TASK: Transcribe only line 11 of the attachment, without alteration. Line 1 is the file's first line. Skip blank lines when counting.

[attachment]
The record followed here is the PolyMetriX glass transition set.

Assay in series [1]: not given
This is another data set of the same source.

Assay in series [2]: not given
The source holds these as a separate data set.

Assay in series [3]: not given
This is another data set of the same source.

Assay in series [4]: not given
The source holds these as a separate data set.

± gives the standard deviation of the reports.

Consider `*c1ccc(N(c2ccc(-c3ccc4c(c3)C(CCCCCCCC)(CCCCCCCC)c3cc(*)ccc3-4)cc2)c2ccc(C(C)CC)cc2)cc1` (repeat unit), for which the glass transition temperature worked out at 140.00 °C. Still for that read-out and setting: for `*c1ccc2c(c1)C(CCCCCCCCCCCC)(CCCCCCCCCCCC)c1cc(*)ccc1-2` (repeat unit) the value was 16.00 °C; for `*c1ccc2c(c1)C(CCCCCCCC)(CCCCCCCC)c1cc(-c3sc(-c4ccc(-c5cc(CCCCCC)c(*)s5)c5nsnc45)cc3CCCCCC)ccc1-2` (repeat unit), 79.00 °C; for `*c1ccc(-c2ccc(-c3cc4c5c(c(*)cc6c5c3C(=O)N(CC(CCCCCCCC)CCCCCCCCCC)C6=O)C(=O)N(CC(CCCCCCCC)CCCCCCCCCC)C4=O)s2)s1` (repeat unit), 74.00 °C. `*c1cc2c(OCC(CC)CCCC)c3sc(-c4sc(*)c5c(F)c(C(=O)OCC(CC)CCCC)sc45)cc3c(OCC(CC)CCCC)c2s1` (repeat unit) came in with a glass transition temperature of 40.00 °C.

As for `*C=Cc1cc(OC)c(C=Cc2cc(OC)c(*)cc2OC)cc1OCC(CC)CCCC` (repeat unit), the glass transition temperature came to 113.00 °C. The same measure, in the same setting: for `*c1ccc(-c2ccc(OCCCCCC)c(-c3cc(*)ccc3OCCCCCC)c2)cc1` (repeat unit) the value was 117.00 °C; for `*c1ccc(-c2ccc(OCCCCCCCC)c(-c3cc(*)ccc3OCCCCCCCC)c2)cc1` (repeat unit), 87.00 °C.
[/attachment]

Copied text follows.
Consider `*c1ccc(N(c2ccc(-c3ccc4c(c3)C(CCCCCCCC)(CCCCCCCC)c3cc(*)ccc3-4)cc2)c2ccc(C(C)CC)cc2)cc1` (repeat unit), for which the glass transition temperature worked out at 140.00 °C. Still for that read-out and setting: for `*c1ccc2c(c1)C(CCCCCCCCCCCC)(CCCCCCCCCCCC)c1cc(*)ccc1-2` (repeat unit) the value was 16.00 °C; for `*c1ccc2c(c1)C(CCCCCCCC)(CCCCCCCC)c1cc(-c3sc(-c4ccc(-c5cc(CCCCCC)c(*)s5)c5nsnc45)cc3CCCCCC)ccc1-2` (repeat unit), 79.00 °C; for `*c1ccc(-c2ccc(-c3cc4c5c(c(*)cc6c5c3C(=O)N(CC(CCCCCCCC)CCCCCCCCCC)C6=O)C(=O)N(CC(CCCCCCCC)CCCCCCCCCC)C4=O)s2)s1` (repeat unit), 74.00 °C. `*c1cc2c(OCC(CC)CCCC)c3sc(-c4sc(*)c5c(F)c(C(=O)OCC(CC)CCCC)sc45)cc3c(OCC(CC)CCCC)c2s1` (repeat unit) came in with a glass transition temperature of 40.00 °C.